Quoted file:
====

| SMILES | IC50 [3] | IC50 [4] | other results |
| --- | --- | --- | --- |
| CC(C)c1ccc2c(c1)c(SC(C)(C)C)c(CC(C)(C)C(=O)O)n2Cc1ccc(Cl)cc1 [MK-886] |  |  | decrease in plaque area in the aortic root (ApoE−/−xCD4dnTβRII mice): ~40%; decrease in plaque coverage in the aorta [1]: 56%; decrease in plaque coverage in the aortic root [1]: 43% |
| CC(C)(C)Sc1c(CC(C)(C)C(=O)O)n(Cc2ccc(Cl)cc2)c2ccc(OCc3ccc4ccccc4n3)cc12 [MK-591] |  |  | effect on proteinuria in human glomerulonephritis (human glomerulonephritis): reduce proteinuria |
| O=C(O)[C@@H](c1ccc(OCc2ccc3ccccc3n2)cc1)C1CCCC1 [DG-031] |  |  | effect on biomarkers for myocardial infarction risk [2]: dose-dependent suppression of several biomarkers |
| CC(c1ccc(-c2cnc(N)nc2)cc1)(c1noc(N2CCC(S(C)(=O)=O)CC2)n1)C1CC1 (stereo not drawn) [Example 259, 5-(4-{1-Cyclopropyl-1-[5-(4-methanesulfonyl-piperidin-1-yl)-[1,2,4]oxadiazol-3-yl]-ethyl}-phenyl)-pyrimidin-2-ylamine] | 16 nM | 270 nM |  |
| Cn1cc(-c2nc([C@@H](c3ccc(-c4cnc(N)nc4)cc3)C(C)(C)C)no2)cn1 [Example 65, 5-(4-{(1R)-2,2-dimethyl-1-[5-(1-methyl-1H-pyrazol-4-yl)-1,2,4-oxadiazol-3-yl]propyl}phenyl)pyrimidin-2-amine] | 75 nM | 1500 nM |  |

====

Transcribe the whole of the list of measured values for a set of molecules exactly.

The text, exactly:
| SMILES | IC50 [3] | IC50 [4] | other results |
| --- | --- | --- | --- |
| CC(C)c1ccc2c(c1)c(SC(C)(C)C)c(CC(C)(C)C(=O)O)n2Cc1ccc(Cl)cc1 [MK-886] |  |  | decrease in plaque area in the aortic root (ApoE−/−xCD4dnTβRII mice): ~40%; decrease in plaque coverage in the aorta [1]: 56%; decrease in plaque coverage in the aortic root [1]: 43% |
| CC(C)(C)Sc1c(CC(C)(C)C(=O)O)n(Cc2ccc(Cl)cc2)c2ccc(OCc3ccc4ccccc4n3)cc12 [MK-591] |  |  | effect on proteinuria in human glomerulonephritis (human glomerulonephritis): reduce proteinuria |
| O=C(O)[C@@H](c1ccc(OCc2ccc3ccccc3n2)cc1)C1CCCC1 [DG-031] |  |  | effect on biomarkers for myocardial infarction risk [2]: dose-dependent suppression of several biomarkers |
| CC(c1ccc(-c2cnc(N)nc2)cc1)(c1noc(N2CCC(S(C)(=O)=O)CC2)n1)C1CC1 (stereo not drawn) [Example 259, 5-(4-{1-Cyclopropyl-1-[5-(4-methanesulfonyl-piperidin-1-yl)-[1,2,4]oxadiazol-3-yl]-ethyl}-phenyl)-pyrimidin-2-ylamine] | 16 nM | 270 nM |  |
| Cn1cc(-c2nc([C@@H](c3ccc(-c4cnc(N)nc4)cc3)C(C)(C)C)no2)cn1 [Example 65, 5-(4-{(1R)-2,2-dimethyl-1-[5-(1-methyl-1H-pyrazol-4-yl)-1,2,4-oxadiazol-3-yl]propyl}phenyl)pyrimidin-2-amine] | 75 nM | 1500 nM |  |